The number of companies hiring multilingual professionals has increased in the UK, but it’s job seekers that are calling the shots. With fierce competition for the best candidates, employers are often finding it hard to secure those people with the right combination of experience and languages and need to become more flexible if they want the best talent. That is according to the latest ‘European Hiring Trends Report’ from specialist recruiter Euro London Appointments, which has offices across the UK, France, Germany, Luxembourg and Switzerland.
The report, which summarised findings from the recruiter’s UK offices in London, Windsor and Manchester, highlighted the continuing war for language talent across the UK, with linguists able to secure multiple interviews quickly. This is especially true outside of London and also when it comes to finding speakers of Dutch and Scandinavian languages for example, due to the small pool of both native speakers and British nationals with this skill.
“It also seems that the Euro/Sterling exchange rate is no longer attracting many foreign nationals to seek employment here in the UK” comments Steve Shacklock, Managing Director of Euro London. “Despite this, lengthy hiring processes remain common, and businesses spending too long making decisions often leads to the best people being snapped up by other companies. Although some SMEs are being flexible when it comes to increasing remuneration to secure the best talent, many organisations have not significantly increased their salaries or expectations since the recession. As the market becomes more candidate led, in 2010 we have seen more job offers declined than in the past four years.”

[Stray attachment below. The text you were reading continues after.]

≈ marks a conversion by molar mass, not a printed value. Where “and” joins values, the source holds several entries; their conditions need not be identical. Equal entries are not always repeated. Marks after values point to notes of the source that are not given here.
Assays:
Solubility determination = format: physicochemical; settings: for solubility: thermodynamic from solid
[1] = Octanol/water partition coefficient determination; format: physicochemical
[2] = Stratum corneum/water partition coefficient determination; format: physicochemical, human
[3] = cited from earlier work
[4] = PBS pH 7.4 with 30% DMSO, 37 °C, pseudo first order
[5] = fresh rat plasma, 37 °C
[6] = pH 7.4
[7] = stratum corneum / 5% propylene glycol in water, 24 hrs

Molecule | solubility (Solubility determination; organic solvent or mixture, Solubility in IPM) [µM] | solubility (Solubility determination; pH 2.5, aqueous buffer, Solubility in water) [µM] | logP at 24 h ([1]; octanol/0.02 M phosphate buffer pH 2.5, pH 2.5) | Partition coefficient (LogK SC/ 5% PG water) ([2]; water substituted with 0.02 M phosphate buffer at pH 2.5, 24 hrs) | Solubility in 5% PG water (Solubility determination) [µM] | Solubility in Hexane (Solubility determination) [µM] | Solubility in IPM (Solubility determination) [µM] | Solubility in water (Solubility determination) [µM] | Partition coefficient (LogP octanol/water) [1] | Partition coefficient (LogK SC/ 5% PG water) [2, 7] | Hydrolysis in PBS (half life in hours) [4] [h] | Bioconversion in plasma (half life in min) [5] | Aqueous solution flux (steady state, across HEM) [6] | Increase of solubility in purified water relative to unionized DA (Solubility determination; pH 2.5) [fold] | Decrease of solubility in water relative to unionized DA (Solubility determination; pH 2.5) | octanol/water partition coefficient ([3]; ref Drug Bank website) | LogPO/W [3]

With regards to hiring activity, the report found a 100% upturn in banking and financial services vacancies requiring languages from 2009. There has been a strong demand in particular for equity sales, relationship management, compliance risk and regulatory reporting and M&A, with the main languages in demand being French and German but also Japanese, Russian, Dutch as well as Scandinavian languages, each required for different niche areas of banking. Social media was found to be driving an increase in roles within sales and marketing and as a result of increased business activity across a range of sectors, the number of office support vacancies has also risen. In the North-West, manufacturing and shared services are both boasting high levels of language recruitment.
Across Europe hiring levels have steadily increased, with financial services experiencing a strong recovery in Germany and a shortage of talent in Luxembourg. Recovery is slower in France although demand for linguists in iGaming is continuing to grow following recent relaxation of gambling laws there. Switzerland is seeing an increase in demand from the retail sector and for business development professionals. The trend for long hiring processes is evident across all the European markets.